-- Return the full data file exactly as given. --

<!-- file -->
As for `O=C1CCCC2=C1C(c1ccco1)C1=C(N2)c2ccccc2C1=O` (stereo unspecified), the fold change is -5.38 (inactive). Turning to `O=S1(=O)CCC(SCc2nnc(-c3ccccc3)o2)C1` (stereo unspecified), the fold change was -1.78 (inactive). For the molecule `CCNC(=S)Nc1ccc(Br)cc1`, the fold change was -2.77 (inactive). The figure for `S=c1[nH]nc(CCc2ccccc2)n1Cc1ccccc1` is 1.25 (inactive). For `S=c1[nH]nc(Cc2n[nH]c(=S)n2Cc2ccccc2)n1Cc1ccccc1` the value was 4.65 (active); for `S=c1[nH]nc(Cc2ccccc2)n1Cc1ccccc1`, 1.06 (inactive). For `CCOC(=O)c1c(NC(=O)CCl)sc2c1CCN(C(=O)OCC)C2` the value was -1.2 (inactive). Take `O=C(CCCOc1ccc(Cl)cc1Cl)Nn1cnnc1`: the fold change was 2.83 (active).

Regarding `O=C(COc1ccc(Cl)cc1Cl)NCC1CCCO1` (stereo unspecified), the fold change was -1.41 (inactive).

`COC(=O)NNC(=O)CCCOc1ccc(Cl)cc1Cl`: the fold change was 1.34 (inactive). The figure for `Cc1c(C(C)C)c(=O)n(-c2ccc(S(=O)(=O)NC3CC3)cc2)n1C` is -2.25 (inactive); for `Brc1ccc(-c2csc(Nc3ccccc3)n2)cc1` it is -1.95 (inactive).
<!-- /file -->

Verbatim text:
As for `O=C1CCCC2=C1C(c1ccco1)C1=C(N2)c2ccccc2C1=O` (stereo unspecified), the fold change is -5.38 (inactive). Turning to `O=S1(=O)CCC(SCc2nnc(-c3ccccc3)o2)C1` (stereo unspecified), the fold change was -1.78 (inactive). For the molecule `CCNC(=S)Nc1ccc(Br)cc1`, the fold change was -2.77 (inactive). The figure for `S=c1[nH]nc(CCc2ccccc2)n1Cc1ccccc1` is 1.25 (inactive). For `S=c1[nH]nc(Cc2n[nH]c(=S)n2Cc2ccccc2)n1Cc1ccccc1` the value was 4.65 (active); for `S=c1[nH]nc(Cc2ccccc2)n1Cc1ccccc1`, 1.06 (inactive). For `CCOC(=O)c1c(NC(=O)CCl)sc2c1CCN(C(=O)OCC)C2` the value was -1.2 (inactive). Take `O=C(CCCOc1ccc(Cl)cc1Cl)Nn1cnnc1`: the fold change was 2.83 (active).

Regarding `O=C(COc1ccc(Cl)cc1Cl)NCC1CCCO1` (stereo unspecified), the fold change was -1.41 (inactive).

`COC(=O)NNC(=O)CCCOc1ccc(Cl)cc1Cl`: the fold change was 1.34 (inactive). The figure for `Cc1c(C(C)C)c(=O)n(-c2ccc(S(=O)(=O)NC3CC3)cc2)n1C` is -2.25 (inactive); for `Brc1ccc(-c2csc(Nc3ccccc3)n2)cc1` it is -1.95 (inactive).